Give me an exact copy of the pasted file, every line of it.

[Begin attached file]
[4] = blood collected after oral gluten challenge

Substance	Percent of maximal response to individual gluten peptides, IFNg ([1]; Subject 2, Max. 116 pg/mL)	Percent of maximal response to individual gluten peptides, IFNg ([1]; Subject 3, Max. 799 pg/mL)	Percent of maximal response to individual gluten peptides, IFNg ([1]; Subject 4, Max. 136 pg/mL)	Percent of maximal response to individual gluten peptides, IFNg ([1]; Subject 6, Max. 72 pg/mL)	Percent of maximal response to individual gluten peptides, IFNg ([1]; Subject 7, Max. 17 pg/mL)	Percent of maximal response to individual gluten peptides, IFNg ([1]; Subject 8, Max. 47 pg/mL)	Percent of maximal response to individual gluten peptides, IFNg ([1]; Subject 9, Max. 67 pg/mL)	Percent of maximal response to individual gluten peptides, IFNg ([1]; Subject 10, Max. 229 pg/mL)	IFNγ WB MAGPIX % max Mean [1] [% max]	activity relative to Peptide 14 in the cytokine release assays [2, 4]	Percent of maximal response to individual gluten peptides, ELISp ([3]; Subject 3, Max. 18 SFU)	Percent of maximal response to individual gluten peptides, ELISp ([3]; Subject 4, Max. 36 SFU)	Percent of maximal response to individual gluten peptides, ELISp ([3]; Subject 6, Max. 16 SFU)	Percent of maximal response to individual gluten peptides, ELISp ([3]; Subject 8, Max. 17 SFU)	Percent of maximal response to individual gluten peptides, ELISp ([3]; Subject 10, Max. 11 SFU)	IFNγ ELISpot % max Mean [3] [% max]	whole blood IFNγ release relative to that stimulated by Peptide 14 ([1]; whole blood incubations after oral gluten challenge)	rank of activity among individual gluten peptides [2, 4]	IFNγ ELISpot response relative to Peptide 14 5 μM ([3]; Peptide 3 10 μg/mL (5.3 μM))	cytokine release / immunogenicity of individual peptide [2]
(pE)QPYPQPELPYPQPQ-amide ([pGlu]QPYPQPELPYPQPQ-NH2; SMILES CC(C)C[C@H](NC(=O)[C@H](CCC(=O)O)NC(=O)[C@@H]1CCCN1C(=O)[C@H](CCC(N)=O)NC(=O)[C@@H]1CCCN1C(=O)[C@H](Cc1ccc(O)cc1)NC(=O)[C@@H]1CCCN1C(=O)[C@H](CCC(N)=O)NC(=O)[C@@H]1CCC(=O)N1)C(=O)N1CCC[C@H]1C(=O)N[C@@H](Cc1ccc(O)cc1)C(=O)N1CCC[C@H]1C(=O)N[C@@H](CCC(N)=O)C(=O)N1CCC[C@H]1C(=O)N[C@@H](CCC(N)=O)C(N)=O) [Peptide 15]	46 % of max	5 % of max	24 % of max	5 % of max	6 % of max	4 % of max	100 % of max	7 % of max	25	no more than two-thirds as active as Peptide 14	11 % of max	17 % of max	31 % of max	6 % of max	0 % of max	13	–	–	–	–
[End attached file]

[4] = blood collected after oral gluten challenge

Substance	Percent of maximal response to individual gluten peptides, IFNg ([1]; Subject 2, Max. 116 pg/mL)	Percent of maximal response to individual gluten peptides, IFNg ([1]; Subject 3, Max. 799 pg/mL)	Percent of maximal response to individual gluten peptides, IFNg ([1]; Subject 4, Max. 136 pg/mL)	Percent of maximal response to individual gluten peptides, IFNg ([1]; Subject 6, Max. 72 pg/mL)	Percent of maximal response to individual gluten peptides, IFNg ([1]; Subject 7, Max. 17 pg/mL)	Percent of maximal response to individual gluten peptides, IFNg ([1]; Subject 8, Max. 47 pg/mL)	Percent of maximal response to individual gluten peptides, IFNg ([1]; Subject 9, Max. 67 pg/mL)	Percent of maximal response to individual gluten peptides, IFNg ([1]; Subject 10, Max. 229 pg/mL)	IFNγ WB MAGPIX % max Mean [1] [% max]	activity relative to Peptide 14 in the cytokine release assays [2, 4]	Percent of maximal response to individual gluten peptides, ELISp ([3]; Subject 3, Max. 18 SFU)	Percent of maximal response to individual gluten peptides, ELISp ([3]; Subject 4, Max. 36 SFU)	Percent of maximal response to individual gluten peptides, ELISp ([3]; Subject 6, Max. 16 SFU)	Percent of maximal response to individual gluten peptides, ELISp ([3]; Subject 8, Max. 17 SFU)	Percent of maximal response to individual gluten peptides, ELISp ([3]; Subject 10, Max. 11 SFU)	IFNγ ELISpot % max Mean [3] [% max]	whole blood IFNγ release relative to that stimulated by Peptide 14 ([1]; whole blood incubations after oral gluten challenge)	rank of activity among individual gluten peptides [2, 4]	IFNγ ELISpot response relative to Peptide 14 5 μM ([3]; Peptide 3 10 μg/mL (5.3 μM))	cytokine release / immunogenicity of individual peptide [2]
(pE)QPYPQPELPYPQPQ-amide ([pGlu]QPYPQPELPYPQPQ-NH2; SMILES CC(C)C[C@H](NC(=O)[C@H](CCC(=O)O)NC(=O)[C@@H]1CCCN1C(=O)[C@H](CCC(N)=O)NC(=O)[C@@H]1CCCN1C(=O)[C@H](Cc1ccc(O)cc1)NC(=O)[C@@H]1CCCN1C(=O)[C@H](CCC(N)=O)NC(=O)[C@@H]1CCC(=O)N1)C(=O)N1CCC[C@H]1C(=O)N[C@@H](Cc1ccc(O)cc1)C(=O)N1CCC[C@H]1C(=O)N[C@@H](CCC(N)=O)C(=O)N1CCC[C@H]1C(=O)N[C@@H](CCC(N)=O)C(N)=O) [Peptide 15]	46 % of max	5 % of max	24 % of max	5 % of max	6 % of max	4 % of max	100 % of max	7 % of max	25	no more than two-thirds as active as Peptide 14	11 % of max	17 % of max	31 % of max	6 % of max	0 % of max	13	–	–	–	–